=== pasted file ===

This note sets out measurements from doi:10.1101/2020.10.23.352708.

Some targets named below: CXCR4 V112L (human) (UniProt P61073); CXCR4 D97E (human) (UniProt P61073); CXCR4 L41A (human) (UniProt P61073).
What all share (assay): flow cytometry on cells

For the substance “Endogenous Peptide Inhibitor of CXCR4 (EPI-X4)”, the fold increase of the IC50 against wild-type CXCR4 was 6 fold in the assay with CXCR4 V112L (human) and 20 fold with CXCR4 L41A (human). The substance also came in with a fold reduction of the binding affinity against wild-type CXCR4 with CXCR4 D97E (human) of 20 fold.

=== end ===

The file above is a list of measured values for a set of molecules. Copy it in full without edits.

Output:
This note sets out measurements from doi:10.1101/2020.10.23.352708.

Some targets named below: CXCR4 V112L (human) (UniProt P61073); CXCR4 D97E (human) (UniProt P61073); CXCR4 L41A (human) (UniProt P61073).
What all share (assay): flow cytometry on cells

For the substance “Endogenous Peptide Inhibitor of CXCR4 (EPI-X4)”, the fold increase of the IC50 against wild-type CXCR4 was 6 fold in the assay with CXCR4 V112L (human) and 20 fold with CXCR4 L41A (human). The substance also came in with a fold reduction of the binding affinity against wild-type CXCR4 with CXCR4 D97E (human) of 20 fold.